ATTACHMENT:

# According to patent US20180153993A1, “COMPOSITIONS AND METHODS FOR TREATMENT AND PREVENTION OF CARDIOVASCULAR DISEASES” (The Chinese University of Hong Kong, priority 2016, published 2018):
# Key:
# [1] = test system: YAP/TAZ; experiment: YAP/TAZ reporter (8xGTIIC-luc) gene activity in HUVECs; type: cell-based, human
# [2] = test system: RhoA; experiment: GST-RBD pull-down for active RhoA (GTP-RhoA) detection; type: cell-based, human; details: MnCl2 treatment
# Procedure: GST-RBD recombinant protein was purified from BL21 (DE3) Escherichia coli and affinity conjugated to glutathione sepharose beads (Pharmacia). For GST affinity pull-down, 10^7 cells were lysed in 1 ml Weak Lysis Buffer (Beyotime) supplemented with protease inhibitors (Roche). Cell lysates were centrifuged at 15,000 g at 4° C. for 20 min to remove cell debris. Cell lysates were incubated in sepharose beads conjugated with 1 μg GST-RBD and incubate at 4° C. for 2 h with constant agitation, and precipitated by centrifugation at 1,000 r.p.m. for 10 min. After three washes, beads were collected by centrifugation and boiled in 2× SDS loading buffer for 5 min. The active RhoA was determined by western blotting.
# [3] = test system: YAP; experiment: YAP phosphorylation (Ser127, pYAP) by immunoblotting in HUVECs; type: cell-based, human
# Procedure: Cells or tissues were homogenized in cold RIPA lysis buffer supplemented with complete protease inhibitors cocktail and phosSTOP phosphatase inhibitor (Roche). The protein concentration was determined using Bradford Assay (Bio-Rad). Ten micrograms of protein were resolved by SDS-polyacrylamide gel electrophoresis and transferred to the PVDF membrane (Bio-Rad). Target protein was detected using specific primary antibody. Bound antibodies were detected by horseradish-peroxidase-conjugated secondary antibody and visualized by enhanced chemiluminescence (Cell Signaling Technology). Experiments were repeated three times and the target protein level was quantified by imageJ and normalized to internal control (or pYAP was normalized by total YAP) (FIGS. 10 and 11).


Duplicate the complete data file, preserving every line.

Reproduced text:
# According to patent US20180153993A1, “COMPOSITIONS AND METHODS FOR TREATMENT AND PREVENTION OF CARDIOVASCULAR DISEASES” (The Chinese University of Hong Kong, priority 2016, published 2018):
# Key:
# [1] = test system: YAP/TAZ; experiment: YAP/TAZ reporter (8xGTIIC-luc) gene activity in HUVECs; type: cell-based, human
# [2] = test system: RhoA; experiment: GST-RBD pull-down for active RhoA (GTP-RhoA) detection; type: cell-based, human; details: MnCl2 treatment
# Procedure: GST-RBD recombinant protein was purified from BL21 (DE3) Escherichia coli and affinity conjugated to glutathione sepharose beads (Pharmacia). For GST affinity pull-down, 10^7 cells were lysed in 1 ml Weak Lysis Buffer (Beyotime) supplemented with protease inhibitors (Roche). Cell lysates were centrifuged at 15,000 g at 4° C. for 20 min to remove cell debris. Cell lysates were incubated in sepharose beads conjugated with 1 μg GST-RBD and incubate at 4° C. for 2 h with constant agitation, and precipitated by centrifugation at 1,000 r.p.m. for 10 min. After three washes, beads were collected by centrifugation and boiled in 2× SDS loading buffer for 5 min. The active RhoA was determined by western blotting.
# [3] = test system: YAP; experiment: YAP phosphorylation (Ser127, pYAP) by immunoblotting in HUVECs; type: cell-based, human
# Procedure: Cells or tissues were homogenized in cold RIPA lysis buffer supplemented with complete protease inhibitors cocktail and phosSTOP phosphatase inhibitor (Roche). The protein concentration was determined using Bradford Assay (Bio-Rad). Ten micrograms of protein were resolved by SDS-polyacrylamide gel electrophoresis and transferred to the PVDF membrane (Bio-Rad). Target protein was detected using specific primary antibody. Bound antibodies were detected by horseradish-peroxidase-conjugated secondary antibody and visualized by enhanced chemiluminescence (Cell Signaling Technology). Experiments were repeated three times and the target protein level was quantified by imageJ and normalized to internal control (or pYAP was normalized by total YAP) (FIGS. 10 and 11).